Former Bush communications director Nicolle Wallace joined McCain's campaign as a senior strategist in May. Last week, she spent time with McCain on his plane for the first time. Matt McDonald, another veteran of the Bush and Schwarzenegger teams, has also been added to the campaign.
Despite those moves, McCain's campaign continues to be led by a relatively insular group of advisers who stuck by him during the darkest times of his primary campaign. Interviews with lawmakers and Republican operatives last week revealed concern about their strategy.
"The biggest mistake they are making, they are trying to walk this tightrope between creating distance from Bush and not angering the base," said a Michigan Republican operative who described himself as nervous about McCain's chances of victory in that swing state.
"He's got to highlight the things that used to make conservatives pull their hair out," said the Michigan operative. "I don't think they are doing that very well."
Another Republican strategist, who worked for a rival GOP campaign during the primary and has ties to Bush's political team, said the McCain team has "not really figured out" how to present McCain to voters: as an experienced conservative leader or a reformer who wants change.
"To them, McCain is inevitable," the GOP strategist said. "They are good on the opposition research side of forcing the agenda. But who John McCain is and what he stands for -- it's a little hard to connect all the dots."
The problem has played out in the campaign's changing slogans. On June 3, a much-ridiculed green background behind McCain sported the new phrase "A Leader We Can Believe In," a play on Obama's message of "Change We Can Believe In." But just a few days later the campaign had ditched that slogan and replaced it with "Reform. Prosperity. Peace."
McCain or his aides seem to have undercut their message at times.
On the same day that McCain sought to respond to higher gas prices by calling for an end to the drilling moratorium, his senior policy adviser, Douglas Holtz-Eakin, told reporters in a conference call that the move would not boost oil supplies or bring down gas prices in the immediate future.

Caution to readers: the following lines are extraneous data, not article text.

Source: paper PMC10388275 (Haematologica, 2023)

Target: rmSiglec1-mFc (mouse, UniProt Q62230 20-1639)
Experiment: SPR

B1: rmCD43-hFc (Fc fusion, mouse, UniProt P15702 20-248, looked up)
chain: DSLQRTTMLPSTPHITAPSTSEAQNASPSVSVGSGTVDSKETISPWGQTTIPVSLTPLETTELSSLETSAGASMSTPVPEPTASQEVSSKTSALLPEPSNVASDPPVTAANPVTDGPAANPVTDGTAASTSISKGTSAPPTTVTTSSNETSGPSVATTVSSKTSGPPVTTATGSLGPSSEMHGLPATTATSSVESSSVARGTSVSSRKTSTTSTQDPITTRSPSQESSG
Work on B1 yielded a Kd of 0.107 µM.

A three-day trip to Florida in early June was overshadowed by questions about McCain's opposition to Everglades funding and a catastrophic insurance fund. His comment last week that it's "not important" if troops remain in Iraq distracted from a Philadelphia town hall that day.
Still, some McCain allies believe voters will turn to him if Obama's initial luster fades. "This was a guy who was above politics, and it's becoming clear that he's just another politician," Rep. Tom Davis (R-Va.) said of Obama. "For most voters, McCain is a safe haven."
"To be even in a . . . horse race, I find that good news," said Rep. Jeb Hensarling (Tex.), who chairs the Republican Study Committee. "He's clearly the one Republican, I believe, who can be victorious in November."
Rep. Jack Kingston (R-Ga.) said the race is a draw, adding that McCain has the edge on terrorism and foreign policy while Obama leads on the issue of change. "They're just in the ring, circling each other, and neither is pulling the punches they might want to," he said.
Kingston said McCain does need to focus on certain elements of a modern campaign, such as his Internet operation, if he hopes to stay close with Obama. "Obama and his friends at MoveOn.org, they own the Internet right now," he said.
McCain's people continue to be aggressive in their critique of Obama, pressing what they see as a clear advantage. In a memo released to the news media Friday, Schmidt accused Obama of using words that are "empty of meaning" and of putting rhetoric above policy.
The memo said that Obama broke his word on a promise to participate in the public financing system and that he had gone back on his pledge to debate "anywhere, anytime" by refusing to meet McCain in town hall meetings every week this summer.
Davis, who is leaving Congress after this year, said McCain has the advantage of being a well-defined brand in the minds of many voters. And he said there is plenty of time left to burnish it.
"This is still skirmishing. They are still sparring. The main event won't start until after the conventions," Davis said. "This still has a long way to go. People forget that."